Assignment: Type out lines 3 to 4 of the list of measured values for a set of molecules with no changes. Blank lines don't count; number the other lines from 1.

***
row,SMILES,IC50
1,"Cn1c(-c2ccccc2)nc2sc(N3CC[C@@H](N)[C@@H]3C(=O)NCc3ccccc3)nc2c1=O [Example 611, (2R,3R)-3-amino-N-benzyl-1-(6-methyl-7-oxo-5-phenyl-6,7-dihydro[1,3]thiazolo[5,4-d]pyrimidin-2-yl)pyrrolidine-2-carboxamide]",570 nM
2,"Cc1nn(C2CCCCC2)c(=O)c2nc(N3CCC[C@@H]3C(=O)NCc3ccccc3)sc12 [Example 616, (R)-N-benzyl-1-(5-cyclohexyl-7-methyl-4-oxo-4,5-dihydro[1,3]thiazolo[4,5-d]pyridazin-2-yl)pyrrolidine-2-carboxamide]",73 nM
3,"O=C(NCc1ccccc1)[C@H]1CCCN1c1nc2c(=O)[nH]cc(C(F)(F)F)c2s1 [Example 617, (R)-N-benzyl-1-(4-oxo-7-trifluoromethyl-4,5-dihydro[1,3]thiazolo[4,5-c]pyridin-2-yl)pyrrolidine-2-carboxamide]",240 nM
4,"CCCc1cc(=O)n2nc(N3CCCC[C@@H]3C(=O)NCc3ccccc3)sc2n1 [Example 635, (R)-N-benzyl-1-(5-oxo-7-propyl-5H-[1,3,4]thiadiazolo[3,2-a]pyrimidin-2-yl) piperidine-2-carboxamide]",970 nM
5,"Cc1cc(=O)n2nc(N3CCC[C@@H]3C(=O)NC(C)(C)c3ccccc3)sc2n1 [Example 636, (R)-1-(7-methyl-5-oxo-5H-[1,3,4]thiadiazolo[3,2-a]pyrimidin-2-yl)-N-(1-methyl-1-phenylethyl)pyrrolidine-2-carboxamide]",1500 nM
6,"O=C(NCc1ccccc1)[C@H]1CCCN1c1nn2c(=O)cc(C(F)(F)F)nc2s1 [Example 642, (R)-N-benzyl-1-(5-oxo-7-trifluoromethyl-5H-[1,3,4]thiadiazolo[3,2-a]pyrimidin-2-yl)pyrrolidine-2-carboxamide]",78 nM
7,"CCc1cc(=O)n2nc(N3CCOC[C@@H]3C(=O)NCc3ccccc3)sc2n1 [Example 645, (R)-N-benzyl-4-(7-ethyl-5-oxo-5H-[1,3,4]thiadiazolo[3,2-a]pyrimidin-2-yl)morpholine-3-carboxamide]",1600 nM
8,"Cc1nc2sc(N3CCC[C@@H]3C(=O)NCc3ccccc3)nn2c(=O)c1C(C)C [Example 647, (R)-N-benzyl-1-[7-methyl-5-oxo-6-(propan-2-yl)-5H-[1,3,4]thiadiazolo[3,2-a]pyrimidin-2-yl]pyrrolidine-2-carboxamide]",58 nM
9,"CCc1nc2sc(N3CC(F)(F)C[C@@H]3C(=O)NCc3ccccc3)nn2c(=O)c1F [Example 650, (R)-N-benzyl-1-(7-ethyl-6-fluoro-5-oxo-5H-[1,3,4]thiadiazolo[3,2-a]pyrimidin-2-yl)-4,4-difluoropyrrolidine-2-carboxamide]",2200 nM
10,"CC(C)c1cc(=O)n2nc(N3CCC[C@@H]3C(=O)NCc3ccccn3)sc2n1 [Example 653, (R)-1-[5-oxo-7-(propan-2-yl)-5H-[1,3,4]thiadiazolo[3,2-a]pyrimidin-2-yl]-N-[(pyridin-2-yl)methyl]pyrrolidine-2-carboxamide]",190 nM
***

2,"Cc1nn(C2CCCCC2)c(=O)c2nc(N3CCC[C@@H]3C(=O)NCc3ccccc3)sc12 [Example 616, (R)-N-benzyl-1-(5-cyclohexyl-7-methyl-4-oxo-4,5-dihydro[1,3]thiazolo[4,5-d]pyridazin-2-yl)pyrrolidine-2-carboxamide]",73 nM
3,"O=C(NCc1ccccc1)[C@H]1CCCN1c1nc2c(=O)[nH]cc(C(F)(F)F)c2s1 [Example 617, (R)-N-benzyl-1-(4-oxo-7-trifluoromethyl-4,5-dihydro[1,3]thiazolo[4,5-c]pyridin-2-yl)pyrrolidine-2-carboxamide]",240 nM